The Author

Joachim Zuther, Lymphedema Specialist. Read more
Lohmann Rauscher
MediUSA

Tactile Medical

Debunking Lymphedema Risk Reduction Behaviors: Not So Fast

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I would like to thank Dr. Judith Nudelman for writing this article on the importance of practicing appropriate risk reduction for individuals affected by, or at risk of developing lymphedema.

Dr. Nudelman is an Associate Professor of Family Medicine, Clinical at Alpert Medical School, Brown University. She is also a Certified Lymphedema Therapist . . . → Read More: Debunking Lymphedema Risk Reduction Behaviors: Not So Fast

Complications of Lymphedema

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Lymphedema is caused by a blockage or dysfunction of the lymphatic system, causing a disruption of the normal flow of lymph fluid, which may result in swelling affecting various parts of the body. Lymphedema most commonly presents in soft tissues of arms and legs; however, it may also affect the trunk, abdomen, head . . . → Read More: Complications of Lymphedema

Do’s and Don’ts for Lymphedema of the Leg

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Certain activities may trigger the onset of lymphedema, or may exacerbate the symptoms of existing lymphedema. Individuals affected by lymphedema and those at risk for developing it (everyone who has undergone lymph node excision and/or radiation treatments) should observe the following precautions. The “Do’s” and “Don’ts” below are based on decades of experience . . . → Read More: Do’s and Don’ts for Lymphedema of the Leg

Do’s and Don’ts for Lymphedema of the Arm

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Certain activities may trigger the onset of lymphedema, or may exacerbate the symptoms of existing lymphedema. Individuals affected by primary or secondary lymphedema and those at risk for developing it (everyone who has undergone lymph node excision and/or radiation treatments) should observe the following precautions. The “Do’s” and “Don’ts” below are based on . . . → Read More: Do’s and Don’ts for Lymphedema of the Arm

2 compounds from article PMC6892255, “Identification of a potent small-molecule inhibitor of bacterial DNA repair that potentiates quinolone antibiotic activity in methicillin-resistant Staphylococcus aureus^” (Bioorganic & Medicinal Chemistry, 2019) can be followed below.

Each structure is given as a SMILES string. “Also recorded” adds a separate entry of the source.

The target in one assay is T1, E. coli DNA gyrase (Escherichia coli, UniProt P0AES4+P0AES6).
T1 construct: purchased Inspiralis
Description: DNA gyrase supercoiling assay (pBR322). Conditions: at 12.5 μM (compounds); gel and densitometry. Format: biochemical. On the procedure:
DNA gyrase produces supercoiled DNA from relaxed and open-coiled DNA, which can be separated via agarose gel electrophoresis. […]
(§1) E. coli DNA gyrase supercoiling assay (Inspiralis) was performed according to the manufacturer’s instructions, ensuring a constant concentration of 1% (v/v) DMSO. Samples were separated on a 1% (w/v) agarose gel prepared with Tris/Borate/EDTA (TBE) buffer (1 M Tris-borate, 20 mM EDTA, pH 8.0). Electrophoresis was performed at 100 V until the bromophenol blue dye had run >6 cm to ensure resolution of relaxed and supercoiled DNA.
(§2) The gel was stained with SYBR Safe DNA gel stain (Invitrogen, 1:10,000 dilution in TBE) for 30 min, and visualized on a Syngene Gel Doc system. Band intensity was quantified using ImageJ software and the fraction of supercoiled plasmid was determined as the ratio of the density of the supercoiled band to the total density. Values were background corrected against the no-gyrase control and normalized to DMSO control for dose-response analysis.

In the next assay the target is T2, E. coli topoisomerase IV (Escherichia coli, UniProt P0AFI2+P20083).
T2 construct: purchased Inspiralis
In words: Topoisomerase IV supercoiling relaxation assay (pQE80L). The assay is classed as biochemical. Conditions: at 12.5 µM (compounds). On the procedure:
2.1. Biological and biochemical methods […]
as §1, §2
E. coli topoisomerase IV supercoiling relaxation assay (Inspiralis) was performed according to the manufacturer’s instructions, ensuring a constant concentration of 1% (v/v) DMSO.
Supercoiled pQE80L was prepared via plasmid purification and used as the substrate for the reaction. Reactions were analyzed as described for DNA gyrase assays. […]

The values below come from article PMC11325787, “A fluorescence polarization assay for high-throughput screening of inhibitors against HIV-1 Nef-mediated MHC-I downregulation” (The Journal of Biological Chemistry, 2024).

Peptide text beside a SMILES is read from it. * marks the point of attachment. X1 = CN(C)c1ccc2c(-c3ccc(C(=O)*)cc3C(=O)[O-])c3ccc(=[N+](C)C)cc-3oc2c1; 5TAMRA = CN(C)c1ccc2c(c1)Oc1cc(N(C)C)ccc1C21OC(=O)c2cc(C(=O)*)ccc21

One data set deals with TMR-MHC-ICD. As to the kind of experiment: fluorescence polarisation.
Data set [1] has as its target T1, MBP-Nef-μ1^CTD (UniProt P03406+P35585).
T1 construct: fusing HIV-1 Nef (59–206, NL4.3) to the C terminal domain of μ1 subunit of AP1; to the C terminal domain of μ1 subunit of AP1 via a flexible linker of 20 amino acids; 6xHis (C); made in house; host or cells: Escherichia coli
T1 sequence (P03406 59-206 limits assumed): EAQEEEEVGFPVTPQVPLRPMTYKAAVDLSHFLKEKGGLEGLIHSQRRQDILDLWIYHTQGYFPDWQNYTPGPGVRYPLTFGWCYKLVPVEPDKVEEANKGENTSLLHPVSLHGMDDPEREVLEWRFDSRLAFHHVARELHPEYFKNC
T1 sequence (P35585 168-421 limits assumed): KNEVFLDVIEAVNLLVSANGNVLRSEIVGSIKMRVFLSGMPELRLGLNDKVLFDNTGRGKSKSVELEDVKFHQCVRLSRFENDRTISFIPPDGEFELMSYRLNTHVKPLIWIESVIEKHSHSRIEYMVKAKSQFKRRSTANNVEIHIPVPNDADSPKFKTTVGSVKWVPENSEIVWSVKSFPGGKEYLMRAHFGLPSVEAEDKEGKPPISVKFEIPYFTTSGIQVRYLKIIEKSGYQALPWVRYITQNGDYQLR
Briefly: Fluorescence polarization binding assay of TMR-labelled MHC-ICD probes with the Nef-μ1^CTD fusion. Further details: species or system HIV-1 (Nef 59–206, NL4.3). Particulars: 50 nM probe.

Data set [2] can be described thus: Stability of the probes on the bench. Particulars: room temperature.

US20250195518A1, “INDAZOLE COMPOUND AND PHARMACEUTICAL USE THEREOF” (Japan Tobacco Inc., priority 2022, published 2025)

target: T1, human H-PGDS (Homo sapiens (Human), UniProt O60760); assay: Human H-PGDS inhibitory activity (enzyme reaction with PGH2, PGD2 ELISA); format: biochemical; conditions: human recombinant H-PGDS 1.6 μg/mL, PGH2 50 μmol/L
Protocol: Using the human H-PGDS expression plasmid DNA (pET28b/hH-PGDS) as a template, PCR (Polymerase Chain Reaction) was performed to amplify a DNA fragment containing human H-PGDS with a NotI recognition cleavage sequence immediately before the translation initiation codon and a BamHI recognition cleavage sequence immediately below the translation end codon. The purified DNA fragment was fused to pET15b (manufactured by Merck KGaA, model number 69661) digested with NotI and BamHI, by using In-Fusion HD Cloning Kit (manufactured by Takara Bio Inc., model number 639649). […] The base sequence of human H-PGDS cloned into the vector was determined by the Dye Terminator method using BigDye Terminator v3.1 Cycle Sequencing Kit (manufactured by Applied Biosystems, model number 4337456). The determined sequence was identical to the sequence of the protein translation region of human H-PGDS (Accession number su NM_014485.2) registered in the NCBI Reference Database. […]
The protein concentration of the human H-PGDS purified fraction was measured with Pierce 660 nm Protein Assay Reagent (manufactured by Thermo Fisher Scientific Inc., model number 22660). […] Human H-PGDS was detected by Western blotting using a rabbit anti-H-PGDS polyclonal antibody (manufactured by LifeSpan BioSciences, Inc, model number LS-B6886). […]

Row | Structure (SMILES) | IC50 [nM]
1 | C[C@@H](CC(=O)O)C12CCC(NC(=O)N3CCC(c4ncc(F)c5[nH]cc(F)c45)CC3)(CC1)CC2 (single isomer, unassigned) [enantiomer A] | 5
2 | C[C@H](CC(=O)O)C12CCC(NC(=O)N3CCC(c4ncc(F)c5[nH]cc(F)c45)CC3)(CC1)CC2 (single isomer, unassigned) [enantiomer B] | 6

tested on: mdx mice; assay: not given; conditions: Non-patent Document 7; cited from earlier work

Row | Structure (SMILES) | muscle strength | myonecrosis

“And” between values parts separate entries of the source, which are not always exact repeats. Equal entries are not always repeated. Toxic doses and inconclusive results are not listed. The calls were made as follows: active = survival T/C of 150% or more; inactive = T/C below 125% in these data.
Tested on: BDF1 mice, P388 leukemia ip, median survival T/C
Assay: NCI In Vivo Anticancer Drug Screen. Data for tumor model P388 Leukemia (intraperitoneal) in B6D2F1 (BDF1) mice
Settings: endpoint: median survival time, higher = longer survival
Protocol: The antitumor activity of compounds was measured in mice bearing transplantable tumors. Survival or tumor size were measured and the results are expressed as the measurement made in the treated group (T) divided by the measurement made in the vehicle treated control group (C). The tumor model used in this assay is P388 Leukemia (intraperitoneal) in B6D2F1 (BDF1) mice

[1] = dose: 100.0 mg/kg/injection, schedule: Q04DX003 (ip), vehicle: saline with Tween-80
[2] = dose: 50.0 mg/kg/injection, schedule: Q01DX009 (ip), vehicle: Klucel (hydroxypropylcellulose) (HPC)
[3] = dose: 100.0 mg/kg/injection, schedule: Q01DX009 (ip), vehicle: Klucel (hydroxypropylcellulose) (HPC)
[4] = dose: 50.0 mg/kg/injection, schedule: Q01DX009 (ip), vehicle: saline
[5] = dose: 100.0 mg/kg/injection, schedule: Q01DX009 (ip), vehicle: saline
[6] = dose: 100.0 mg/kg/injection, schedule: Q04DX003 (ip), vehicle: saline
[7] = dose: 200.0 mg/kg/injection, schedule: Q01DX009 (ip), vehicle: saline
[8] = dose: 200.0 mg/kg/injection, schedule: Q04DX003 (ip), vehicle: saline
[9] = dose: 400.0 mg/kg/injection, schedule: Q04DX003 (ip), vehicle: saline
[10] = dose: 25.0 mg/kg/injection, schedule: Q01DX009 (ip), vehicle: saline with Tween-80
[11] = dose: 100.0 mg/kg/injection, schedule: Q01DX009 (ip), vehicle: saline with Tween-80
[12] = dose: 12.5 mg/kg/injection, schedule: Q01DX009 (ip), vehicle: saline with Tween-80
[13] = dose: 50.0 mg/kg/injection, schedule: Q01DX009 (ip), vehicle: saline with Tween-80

The Effect of Post-Surgical Exercise and Therapy on Breast Cancer Related Lymphedema Risk

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I am very grateful to Carol Doeringer, lymphedema patient and advocate, who submitted this interesting and very insightful contribution on the risk factors contributing to breast cancer related lymphedema. The material is excerpted from a self-study course Carol has developed with the support of friends and experts in the lymphedema and nursing communities. . . . → Read More: The Effect of Post-Surgical Exercise and Therapy on Breast Cancer Related Lymphedema Risk

Self Manual Lymph Drainage for Lymphedema Affecting the Leg

TweetComplete decongestive therapy (CDT) is performed in two phases; in the first phase, also known as the intensive or decongestive phase, treatments are administered by trained lymphedema therapists on a daily basis until the affected body part is decongested.

The duration of the intensive phase varies with the severity of the condition and averages . . . → Read More: Self Manual Lymph Drainage for Lymphedema Affecting the Leg

Self Manual Lymph Drainage for Lymphedema Affecting the Arm

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Complete decongestive therapy (CDT) is performed in two phases; in the first phase, also known as the intensive or decongestive phase, treatments are administered by trained lymphedema therapists on a daily basis until the affected body part is decongested.

The duration of the intensive phase varies with the severity of the condition and . . . → Read More: Self Manual Lymph Drainage for Lymphedema Affecting the Arm

The Risk of Breast Cancer Related Lymphedema Over Time

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I am very grateful to Carol Doeringer, lymphedema patient and advocate, who submitted this interesting and very insightful contribution on the risk factors contributing to breast cancer related lymphedema. The material is excerpted from a self-study course Carol has developed with the support of friends and experts in the lymphedema and nursing communities. . . . → Read More: The Risk of Breast Cancer Related Lymphedema Over Time

Secondary Lymphedema

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Secondary lymphedema results from an identifiable damage leading to disruption or obstruction of normally-functioning lymph vessels and/or lymph nodes and may present in the extremities, trunk, abdomen, head and neck and external genitalia.

Worldwide, the most widespread cause of secondary lymphedema is an infection with a thread-like worm named wucheria bancrofti, which leads . . . → Read More: Secondary Lymphedema

Lymphedema and Vacation

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With the holidays around the corner some of you affected by lymphedema might be planning an extended road – or airplane trip. Getting to your destination may require hours of sitting, which causes a considerable slow down in the venous and lymphatic circulation, and fluid to pool in the extremities.

Air travel can be especially challenging . . . → Read More: Lymphedema and Vacation